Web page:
The Old Man and the Sea: A Conclusion
In conclusion, this achingly short novella, that speaks so clearly on what it means to be human in a cold, and the hateful world, brings me hope. Finishing it for what is not the first time, I found myself entranced by Santiago’s continued fascination with his past. Specifically, the lions on the beach. The memory imprinted itself onto my own mind, and I tried to place myself in his shoes and figure out what it was about the scene that had so captured him.
I believe now it was the purity of the moment. The world was in alignment, with nature acting in accordance with its own laws and at the same time displaying Santiago the two of the possibles that consume human life—joy and community.
The Old Man and the Sea Review: Earnest Hemingway's Pulitzer Prize Winning Novel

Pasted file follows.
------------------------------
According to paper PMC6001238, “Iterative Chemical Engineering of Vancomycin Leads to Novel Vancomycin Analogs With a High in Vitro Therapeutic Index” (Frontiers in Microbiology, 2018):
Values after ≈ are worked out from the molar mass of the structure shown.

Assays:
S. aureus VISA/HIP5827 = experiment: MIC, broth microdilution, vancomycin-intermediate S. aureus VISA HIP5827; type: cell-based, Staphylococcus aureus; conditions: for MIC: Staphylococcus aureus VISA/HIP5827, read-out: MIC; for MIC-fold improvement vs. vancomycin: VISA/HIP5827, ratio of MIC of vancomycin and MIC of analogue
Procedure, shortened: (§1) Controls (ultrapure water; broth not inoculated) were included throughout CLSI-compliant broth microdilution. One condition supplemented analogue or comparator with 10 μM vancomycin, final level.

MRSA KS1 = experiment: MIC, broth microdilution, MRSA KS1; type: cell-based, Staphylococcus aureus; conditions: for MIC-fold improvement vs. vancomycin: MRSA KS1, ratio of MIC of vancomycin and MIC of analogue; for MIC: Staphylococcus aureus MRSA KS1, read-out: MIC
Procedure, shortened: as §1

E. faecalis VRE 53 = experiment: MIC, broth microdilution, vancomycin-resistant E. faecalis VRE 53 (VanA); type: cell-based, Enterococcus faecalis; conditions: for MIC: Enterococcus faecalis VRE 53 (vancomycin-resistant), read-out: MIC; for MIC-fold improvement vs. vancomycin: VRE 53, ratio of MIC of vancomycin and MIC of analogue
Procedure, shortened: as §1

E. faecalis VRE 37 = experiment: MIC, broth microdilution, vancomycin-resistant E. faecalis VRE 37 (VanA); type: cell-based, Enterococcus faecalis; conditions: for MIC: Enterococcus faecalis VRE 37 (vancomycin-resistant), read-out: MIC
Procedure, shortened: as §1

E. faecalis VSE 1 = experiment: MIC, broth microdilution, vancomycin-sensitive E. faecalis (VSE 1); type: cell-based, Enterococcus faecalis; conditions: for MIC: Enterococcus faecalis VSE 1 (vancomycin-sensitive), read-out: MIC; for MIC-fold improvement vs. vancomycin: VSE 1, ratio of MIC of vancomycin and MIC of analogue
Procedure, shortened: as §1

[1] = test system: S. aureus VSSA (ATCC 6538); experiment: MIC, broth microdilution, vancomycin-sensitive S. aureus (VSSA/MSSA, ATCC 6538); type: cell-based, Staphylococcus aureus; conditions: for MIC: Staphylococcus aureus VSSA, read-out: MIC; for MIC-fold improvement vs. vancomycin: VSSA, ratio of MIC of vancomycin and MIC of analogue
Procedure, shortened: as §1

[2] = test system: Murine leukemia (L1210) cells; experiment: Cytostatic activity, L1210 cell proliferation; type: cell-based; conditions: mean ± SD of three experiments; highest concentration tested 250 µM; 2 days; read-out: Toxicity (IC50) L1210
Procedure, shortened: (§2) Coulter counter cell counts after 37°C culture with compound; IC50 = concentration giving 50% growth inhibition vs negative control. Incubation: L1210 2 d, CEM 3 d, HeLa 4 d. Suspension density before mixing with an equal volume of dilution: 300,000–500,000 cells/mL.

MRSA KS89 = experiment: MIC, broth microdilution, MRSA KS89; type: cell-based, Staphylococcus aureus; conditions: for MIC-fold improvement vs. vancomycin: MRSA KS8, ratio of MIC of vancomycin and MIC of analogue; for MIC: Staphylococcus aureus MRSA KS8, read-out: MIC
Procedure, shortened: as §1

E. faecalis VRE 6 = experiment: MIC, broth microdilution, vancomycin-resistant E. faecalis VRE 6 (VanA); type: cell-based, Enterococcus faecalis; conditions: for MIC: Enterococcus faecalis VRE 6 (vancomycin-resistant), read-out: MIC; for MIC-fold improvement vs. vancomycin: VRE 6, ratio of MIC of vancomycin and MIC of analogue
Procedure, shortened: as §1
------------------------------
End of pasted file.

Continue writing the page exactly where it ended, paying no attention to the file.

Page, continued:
Lasting Effect on Reader
The Old Man and the Sea Review
Even though The Old Man and the Sea is a short novel, it has a powerful impact. Santiago’s world, although simple, is incredibly moving and memorable. He suffers through poverty and hardship for little reward. His few pleasures, being on the sea, speaking with his young friend, and baseball are meager. But, all that makes him somehow easier to connect with.
When Santiago goes on to sea, trying once again to break his streak of unsuccessful fish trips, he embarks on a journey that pushes him to his absolute limits. The reader is asked to consider the value of life, their own capacity for suffering, and how if long they could persevere in the face of what Santiago stands up against.
- Hemingway’s writing style is incredibly effective.
- The characters are vibrant easy to connect with.
- Hemingway successfully uses imagery and memories to create a moving inner narrative when Santiago is at sea.
- Limited dialogue. Most of the actions play out through narration.
- Disappointing conclusion for Santiago who suffered for nothing.
- Reader is left wondering what happens to Santiago at the end of the novel.